This year saw several trends emerge in the world of cassettes. First and foremost, the “tape scene” of artists and labels creating ambient/experimental/neo-kosmische bliss-outs (packaged in suitably eye-expanding sleeve art) spread across the globe at an increasingly prolific pace. Whether via merch tables, mail trades or digitized rips, cassettes piled up from all directions.
Portland’s clarinet and electronics duo Golden Retriever crafted a soundworld worth returning to time and time again on Arda Viraf and the earlier Emergent Layer, while Nite Lite’s Marlene is fascinating musique concrète. However, 2011’s music honours go to Helsinki’s Olli Aarni for the tape-hiss meditation Ylitse.
Montreal’s Fadeaway Tapes delivered outernational mellowtude from the likes of Élément Kuuda, 56k, flagship act Sundrips and assorted offshoots, yet the must-grip from the Dripsters is One Hundred Hints on Orange Milk Records. Of course, few can keep up with Hobo Cubes/Cult mastermind Francesco De Gallo with releases for seemingly every underground label worldwide (Digitalis Ltd., Gold Timers, Hooker Vision, Sacred Phrases, Tranquility Tapes, Deep Tapes and even Calgary’s USSR).
On a larger scale, musicians of all genres embraced the tape for its cost-effective ease of production. Some of this can surely be chalked up to trend-jumping, yet the format still provided an inspired tactic for slapping music into listeners’ hands.
Edmonton’s Totally Disconnected killed it this year, from the lush pop of Makeout Videotape to Thomas’s silky R&B, from Babysitter’s endless scummer to the stoned age of Krang. Toronto’s Odonis Odonis supercharge shoegaze on Hollandaze. Winnipeg lowlanders Prairie Fire Tapes and Dub Ditch Picnic Records had a strong showing with Secret Girls, Tim Hoover and the White Dog Family Band, but Fletcher Pratt’s Dub Sessions Vol. 1 took the cake with its echo-heavy blaze. Look for 10 more cassettes from DDP in 2012.
Calgary’s Bug Incision crew delivered dreamlike incidentals as Mama Safari and shambling slacker pop as Lab Coast, while spaceways traveller Yankee Yankee blasted off on Empty Room. Bitter Fictions’ Looper Pedal Blues is a must for noise-rock jammers, and Radiophonic Workshop devotees would be remiss to miss anything from Monroeville Music Center. Montrealer Andy Boay (one half of Tonstartssbandht) also dropped a trippy hit with Born to Fully on Bruised Tongue.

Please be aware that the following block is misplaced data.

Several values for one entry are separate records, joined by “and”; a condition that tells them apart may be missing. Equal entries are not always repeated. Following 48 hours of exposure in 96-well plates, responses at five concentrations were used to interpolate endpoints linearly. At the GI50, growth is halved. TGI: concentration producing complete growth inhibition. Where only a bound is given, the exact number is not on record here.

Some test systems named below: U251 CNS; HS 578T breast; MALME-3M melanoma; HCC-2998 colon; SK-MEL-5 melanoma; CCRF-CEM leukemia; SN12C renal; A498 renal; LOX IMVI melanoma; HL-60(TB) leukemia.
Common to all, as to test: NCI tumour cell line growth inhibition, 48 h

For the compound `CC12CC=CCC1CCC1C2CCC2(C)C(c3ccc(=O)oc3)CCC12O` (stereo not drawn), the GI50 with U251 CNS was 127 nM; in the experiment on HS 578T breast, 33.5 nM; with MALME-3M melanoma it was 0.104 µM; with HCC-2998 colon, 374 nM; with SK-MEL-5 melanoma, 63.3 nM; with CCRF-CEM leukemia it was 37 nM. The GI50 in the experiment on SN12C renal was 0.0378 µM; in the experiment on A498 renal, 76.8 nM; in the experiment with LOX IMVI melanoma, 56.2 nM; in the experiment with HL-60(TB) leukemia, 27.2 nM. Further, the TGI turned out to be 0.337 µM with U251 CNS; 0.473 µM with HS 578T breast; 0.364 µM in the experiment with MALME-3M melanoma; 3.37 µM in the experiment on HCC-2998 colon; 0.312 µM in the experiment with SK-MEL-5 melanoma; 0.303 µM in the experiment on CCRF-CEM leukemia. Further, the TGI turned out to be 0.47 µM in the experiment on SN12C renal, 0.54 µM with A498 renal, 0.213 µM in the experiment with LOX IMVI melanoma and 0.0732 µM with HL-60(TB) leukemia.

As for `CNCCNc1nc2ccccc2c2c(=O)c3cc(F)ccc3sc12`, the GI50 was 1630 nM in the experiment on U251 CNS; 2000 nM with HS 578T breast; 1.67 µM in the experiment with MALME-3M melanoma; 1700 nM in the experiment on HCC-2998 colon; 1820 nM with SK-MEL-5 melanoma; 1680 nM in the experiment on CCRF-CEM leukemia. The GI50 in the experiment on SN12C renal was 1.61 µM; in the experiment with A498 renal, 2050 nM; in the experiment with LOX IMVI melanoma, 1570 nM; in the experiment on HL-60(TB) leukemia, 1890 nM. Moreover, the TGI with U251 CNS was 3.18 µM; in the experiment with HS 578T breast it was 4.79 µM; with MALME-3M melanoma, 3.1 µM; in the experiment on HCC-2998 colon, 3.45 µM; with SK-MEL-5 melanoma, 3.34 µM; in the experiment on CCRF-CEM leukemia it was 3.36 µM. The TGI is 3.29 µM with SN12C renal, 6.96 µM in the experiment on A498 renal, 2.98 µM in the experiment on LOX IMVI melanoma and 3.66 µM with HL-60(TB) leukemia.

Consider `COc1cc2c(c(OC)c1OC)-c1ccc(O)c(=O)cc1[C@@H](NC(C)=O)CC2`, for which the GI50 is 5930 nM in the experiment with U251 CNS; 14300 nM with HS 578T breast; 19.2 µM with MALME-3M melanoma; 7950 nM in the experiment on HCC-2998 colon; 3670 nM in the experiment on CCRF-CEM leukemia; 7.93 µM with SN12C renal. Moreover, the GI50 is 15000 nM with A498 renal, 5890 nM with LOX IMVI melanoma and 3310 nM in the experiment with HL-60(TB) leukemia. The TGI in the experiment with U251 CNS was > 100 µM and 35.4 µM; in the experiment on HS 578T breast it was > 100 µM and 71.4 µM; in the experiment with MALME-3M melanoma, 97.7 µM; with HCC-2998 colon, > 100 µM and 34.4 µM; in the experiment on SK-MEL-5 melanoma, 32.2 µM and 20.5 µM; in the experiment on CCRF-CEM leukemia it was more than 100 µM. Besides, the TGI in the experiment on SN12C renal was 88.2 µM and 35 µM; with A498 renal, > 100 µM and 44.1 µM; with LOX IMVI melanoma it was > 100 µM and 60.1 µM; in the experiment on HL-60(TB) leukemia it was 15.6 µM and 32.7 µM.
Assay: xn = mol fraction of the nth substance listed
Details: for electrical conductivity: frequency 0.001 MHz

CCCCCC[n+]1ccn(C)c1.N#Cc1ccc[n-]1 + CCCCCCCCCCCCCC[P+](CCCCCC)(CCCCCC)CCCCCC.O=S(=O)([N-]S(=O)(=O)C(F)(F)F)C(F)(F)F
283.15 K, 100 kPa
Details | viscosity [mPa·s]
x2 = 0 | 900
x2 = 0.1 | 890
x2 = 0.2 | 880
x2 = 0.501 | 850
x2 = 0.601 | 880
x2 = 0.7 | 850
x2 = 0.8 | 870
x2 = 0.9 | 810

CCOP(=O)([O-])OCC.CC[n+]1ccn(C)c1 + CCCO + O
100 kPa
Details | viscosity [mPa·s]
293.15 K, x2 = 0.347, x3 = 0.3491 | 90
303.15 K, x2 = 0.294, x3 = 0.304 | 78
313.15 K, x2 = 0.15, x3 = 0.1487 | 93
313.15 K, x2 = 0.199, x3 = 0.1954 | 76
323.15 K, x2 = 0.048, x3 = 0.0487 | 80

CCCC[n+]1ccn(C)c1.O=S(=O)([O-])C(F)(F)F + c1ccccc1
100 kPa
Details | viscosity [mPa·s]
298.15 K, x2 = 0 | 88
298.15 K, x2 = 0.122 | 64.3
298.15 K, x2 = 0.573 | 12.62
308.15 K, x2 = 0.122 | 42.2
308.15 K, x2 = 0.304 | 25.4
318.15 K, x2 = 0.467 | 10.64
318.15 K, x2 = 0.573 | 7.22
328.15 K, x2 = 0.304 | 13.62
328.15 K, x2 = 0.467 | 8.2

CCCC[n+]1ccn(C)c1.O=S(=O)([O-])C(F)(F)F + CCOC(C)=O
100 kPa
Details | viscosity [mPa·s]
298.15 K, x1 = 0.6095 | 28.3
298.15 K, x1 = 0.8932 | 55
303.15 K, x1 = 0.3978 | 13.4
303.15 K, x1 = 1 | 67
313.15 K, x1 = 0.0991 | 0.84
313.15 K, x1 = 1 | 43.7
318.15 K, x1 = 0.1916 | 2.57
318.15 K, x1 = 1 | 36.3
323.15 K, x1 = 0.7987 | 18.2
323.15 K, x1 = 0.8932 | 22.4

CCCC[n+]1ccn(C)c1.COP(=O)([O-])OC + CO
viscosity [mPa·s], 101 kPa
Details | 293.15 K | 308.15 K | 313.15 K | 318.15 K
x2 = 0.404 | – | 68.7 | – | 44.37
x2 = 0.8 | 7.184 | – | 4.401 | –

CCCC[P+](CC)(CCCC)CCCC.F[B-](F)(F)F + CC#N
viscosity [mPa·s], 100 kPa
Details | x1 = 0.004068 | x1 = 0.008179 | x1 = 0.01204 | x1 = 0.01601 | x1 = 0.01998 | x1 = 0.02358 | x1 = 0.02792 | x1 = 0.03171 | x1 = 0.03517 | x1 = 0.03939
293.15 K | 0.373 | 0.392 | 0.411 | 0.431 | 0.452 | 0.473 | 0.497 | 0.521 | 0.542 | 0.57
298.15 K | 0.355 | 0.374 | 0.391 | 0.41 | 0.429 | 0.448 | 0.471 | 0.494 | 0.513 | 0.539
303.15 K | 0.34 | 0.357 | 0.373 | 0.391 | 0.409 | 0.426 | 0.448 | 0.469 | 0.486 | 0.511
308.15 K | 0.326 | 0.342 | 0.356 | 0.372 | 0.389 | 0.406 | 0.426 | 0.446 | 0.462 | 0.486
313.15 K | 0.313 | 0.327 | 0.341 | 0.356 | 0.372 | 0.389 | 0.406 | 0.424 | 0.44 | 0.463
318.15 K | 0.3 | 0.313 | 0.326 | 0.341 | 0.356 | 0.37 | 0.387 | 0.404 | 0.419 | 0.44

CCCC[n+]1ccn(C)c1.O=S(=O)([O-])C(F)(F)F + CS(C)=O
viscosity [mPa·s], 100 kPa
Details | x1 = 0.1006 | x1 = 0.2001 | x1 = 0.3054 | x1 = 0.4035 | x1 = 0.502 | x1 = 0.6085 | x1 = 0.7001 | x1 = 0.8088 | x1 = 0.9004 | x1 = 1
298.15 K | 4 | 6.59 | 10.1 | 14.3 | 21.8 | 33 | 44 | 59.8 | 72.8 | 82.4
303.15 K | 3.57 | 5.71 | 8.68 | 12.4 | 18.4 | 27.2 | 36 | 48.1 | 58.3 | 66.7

Drifting further east, Halifax’s Craft Singles series offered quick hitters from The Ether, Grand Trine, Crosss and more. That said, the Maritime-related tape of the year goes to Taking Trips by Each Other, the latest math-pop masterpiece from the Long, Long, Long/York Redoubt clan.
In a converse trend, 2011 saw many cassette labels leap into vinyl, including Calgary’s Bart Records, Vermont’s NNA Tapes, Beijing’s Rose Mansion Analog and Truro, Nova Scotia’s Electric Voice. It’s an ambitious move, but increased attention inspired them to take the gamble.
Of course, Bart still found time for tapes from Crow Eater, Mahria and Sissys, plus its Dad Jamz compilation featuring label artists’ take on beloved classic rock boners. Similarly, NNA’s recent LPs from Co La and Nate Young wouldn’t have existed without its trademark half-circle design gracing cassettes from Hubble, Laurel Halo and Montreal noisenik Drainolith.
On a similar tip, this year’s final trend saw Canadians crossing over to international waters. Iowa’s long-running Night People imprint dropped cassettes from Montreal no-fi creepers The Pink Noise, Toronto/New York stunners Hot & Cold, and Halifax-born proto-punks Lantern. Hamilton, Ontario’s Hunting Rituals even saw an earlier cassette reissued on vinyl by Thurston Moore’s Ecstatic Peace. Heavy.
Combing all of these strategies and more, the most impressive tape label launched in 2011 was Montreal’s Los Discos Enfantasmes. From its stylish die-cut sleeves to like-minded releases from Femminielli, JLK and Jean-Sébastien Truchy (of Fly Pan Am fame) in constantly shifting incarnations, LDE’s reputation as a purveyor of perception-shifting experimental sounds has been set. Hallmarks of the label include eerie minimal electronics, trance-inducing cosmic drones and a general air of unease, pointing the way to the future of cassette culture for 2012.